Inside a Furniture Designer's Seaside Home in Honfleur, France
At first glance, Honfleur might seem like an odd choice for the getaway of a cutting-edge Parisian furniture designer, but Christophe Delcourt explains it with Cartesian logic: The seaside town in Normandy is only an hour and a half’s drive from the City of Light; he can indulge his lifelong passion for horseback riding nearby; and his partner, lighting and accessories designer Jérôme Aumont, hails from the area. Add to that their humble four-story 1910 townhouse, the charm of the city’s historic half-timbered homes, and the bustling port, and Honfleur suddenly seems like a no-brainer.
“When we found it, five years ago, it was a wreck,” recalls Delcourt. “It looked pretty much abandoned, and we couldn’t even imagine that someone had actually been living in the space until just a few months before we saw it. The walls were damaged, some of the carpentry was burned, and windows and doors were beyond repair.” A gut-renovation was in order.
Working within the footprint of the original structure—the walls needed to be reinforced—Delcourt rebuilt the home’s interior. “It was actually two very tiny houses, each with its own staircase,” Aumont recounts. “One was in front of the front door as you walked in, and the other was at the house’s exact opposite end. So we created a single staircase that became the signature of the place.” Said spiral staircase is a technical wonder encased in a custom plywood sheath near the house’s core, with thick five-ply treads held in place by simple black metal brackets that allow a slight reveal between the steps and the shell. For continuity, the same custom-designed plywood is used for doors and cabinetry throughout.
The house’s other primary connective tissue is its restrained palette of matte colors: beige, green, yellow, plum, and gray, employed in carpets, fabrics, paint, and bed linens in a handsome scheme that becomes more emphatic from floor to floor. The ground level’s entrance hall and kitchen-dining combo is relatively light and mostly wood. The living room and hallway on the second floor get shots of teal and mustard, echoed beautifully by Delcourt’s furniture and accessories from Aumont’s Collection Particulière. The third floor is reserved for guest bedrooms: the back bedroom, where pale gray and more mustard complement the warmer wood tones of a wicker headboard and an Arts and Crafts credenza, and a more compact front bedroom, which is a mustardy tour de force. On the attic floor, Delcourt and Aumont’s open-plan master suite is painted in an inky slate that visually erases the space’s sharp edges.
The two designers came to their vocations in an unconventional manner. As a young man, Delcourt had planned to become a farmer just to get a rise out of his parents. But he made his way to Paris instead, where he started to act and had a stint as a model. In the late 1990s, he began to design small objects and light fixtures and soon launched his eponymous collection, while also working for other brands, including Roche Bobois and Baxter. He recently changed the name of his company to Delcourt Collection, although he continues to design under his own name for Minotti, Perennials, CC Tapis, and Collection Particulière. “My designs, all of which are produced in France, focus on traditional cabinetmaking, using a variety of materials like bronze, marble, and ceramics,” Delcourt says. “My work for other companies allows me to experiment with different materials, learn new manufacturing techniques, and reach a different clientele.”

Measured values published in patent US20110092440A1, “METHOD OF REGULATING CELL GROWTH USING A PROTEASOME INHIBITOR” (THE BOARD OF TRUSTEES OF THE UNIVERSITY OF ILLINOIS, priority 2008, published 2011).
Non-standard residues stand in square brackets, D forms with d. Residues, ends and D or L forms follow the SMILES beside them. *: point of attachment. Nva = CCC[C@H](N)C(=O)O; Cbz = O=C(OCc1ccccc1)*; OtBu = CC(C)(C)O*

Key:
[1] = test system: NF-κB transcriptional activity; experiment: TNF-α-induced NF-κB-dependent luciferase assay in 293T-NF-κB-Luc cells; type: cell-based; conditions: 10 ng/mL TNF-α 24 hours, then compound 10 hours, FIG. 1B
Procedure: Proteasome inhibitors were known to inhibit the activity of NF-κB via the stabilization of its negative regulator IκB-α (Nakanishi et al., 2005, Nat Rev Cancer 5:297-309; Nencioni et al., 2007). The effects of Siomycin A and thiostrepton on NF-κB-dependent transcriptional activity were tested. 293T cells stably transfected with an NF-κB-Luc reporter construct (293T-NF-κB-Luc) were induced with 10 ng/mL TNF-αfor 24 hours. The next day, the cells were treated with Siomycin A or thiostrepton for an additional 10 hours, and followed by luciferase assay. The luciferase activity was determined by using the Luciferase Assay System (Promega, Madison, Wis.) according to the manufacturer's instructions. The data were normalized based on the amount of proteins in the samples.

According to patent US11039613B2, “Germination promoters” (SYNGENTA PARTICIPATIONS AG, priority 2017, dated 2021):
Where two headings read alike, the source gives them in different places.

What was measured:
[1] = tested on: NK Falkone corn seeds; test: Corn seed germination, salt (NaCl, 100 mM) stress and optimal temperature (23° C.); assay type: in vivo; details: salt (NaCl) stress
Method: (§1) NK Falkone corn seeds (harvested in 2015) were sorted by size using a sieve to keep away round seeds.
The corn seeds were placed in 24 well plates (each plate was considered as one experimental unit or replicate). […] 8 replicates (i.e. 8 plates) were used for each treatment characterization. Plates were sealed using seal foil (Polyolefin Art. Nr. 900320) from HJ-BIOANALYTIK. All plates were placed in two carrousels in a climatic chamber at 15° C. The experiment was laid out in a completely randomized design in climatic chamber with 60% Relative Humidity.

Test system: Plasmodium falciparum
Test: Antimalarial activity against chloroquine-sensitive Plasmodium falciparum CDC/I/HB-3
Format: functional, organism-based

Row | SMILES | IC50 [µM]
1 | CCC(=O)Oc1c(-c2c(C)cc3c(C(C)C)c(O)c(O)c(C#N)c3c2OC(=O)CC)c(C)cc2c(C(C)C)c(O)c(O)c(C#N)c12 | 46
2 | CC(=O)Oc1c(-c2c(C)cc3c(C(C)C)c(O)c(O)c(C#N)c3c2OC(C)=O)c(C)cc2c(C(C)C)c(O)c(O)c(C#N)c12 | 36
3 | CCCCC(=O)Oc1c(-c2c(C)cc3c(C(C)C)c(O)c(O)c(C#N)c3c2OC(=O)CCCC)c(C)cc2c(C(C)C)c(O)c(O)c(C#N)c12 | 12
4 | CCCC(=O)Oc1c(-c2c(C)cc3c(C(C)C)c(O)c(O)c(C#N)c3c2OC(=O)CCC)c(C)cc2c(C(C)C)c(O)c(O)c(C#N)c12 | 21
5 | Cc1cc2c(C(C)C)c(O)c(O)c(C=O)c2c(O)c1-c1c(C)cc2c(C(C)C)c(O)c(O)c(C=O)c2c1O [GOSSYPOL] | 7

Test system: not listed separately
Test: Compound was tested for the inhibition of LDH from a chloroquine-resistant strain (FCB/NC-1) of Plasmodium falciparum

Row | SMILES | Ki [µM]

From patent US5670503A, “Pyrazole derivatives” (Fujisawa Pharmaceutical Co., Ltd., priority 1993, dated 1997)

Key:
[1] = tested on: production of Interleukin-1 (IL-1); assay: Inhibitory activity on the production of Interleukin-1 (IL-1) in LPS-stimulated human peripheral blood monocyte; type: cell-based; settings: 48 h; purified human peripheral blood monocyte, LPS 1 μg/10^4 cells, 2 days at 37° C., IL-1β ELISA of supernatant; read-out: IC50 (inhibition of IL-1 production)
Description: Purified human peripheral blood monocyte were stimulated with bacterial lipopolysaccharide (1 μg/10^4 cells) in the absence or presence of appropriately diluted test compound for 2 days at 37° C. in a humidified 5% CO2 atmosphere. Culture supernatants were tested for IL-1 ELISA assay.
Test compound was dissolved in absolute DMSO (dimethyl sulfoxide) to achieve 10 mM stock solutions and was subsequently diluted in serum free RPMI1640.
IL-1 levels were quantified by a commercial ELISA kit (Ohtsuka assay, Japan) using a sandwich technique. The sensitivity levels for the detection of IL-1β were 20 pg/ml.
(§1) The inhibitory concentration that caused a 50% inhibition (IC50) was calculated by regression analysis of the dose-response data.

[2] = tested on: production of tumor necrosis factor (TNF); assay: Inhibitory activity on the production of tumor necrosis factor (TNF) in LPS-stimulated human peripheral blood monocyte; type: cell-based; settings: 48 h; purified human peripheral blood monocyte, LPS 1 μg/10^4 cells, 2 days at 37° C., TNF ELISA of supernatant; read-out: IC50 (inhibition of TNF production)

Aumont launched Collection Particulière in 2014, after working as a journalist for more than a decade. “My aim is to develop objects and lighting, while Christophe is much more into furniture,” he says. “This is the perfect arrangement for us. We both have our own collections that just happen to fit well together, which allows us to have clients and retailers in common.”
The harmonious balance can be seen first and foremost in the couple’s home, a litmus test of sorts. While not terribly obvious, an Asian-inflected undercurrent comes through in the way that they have taken limited space and made it seem airy and almost generous. Perhaps the symbiosis is due in part to the unlikely choice of Honfleur as command central, despite its distance from the creative hive of Paris. “We both consider Honfleur like home,” says Delcourt, “much more than Paris, which is just the city where we have to be for work."
A version of this article appeared in the December/January 2017 issue of NYC&G (New York Cottages & Gardens) with the headline: Norman Persuasion.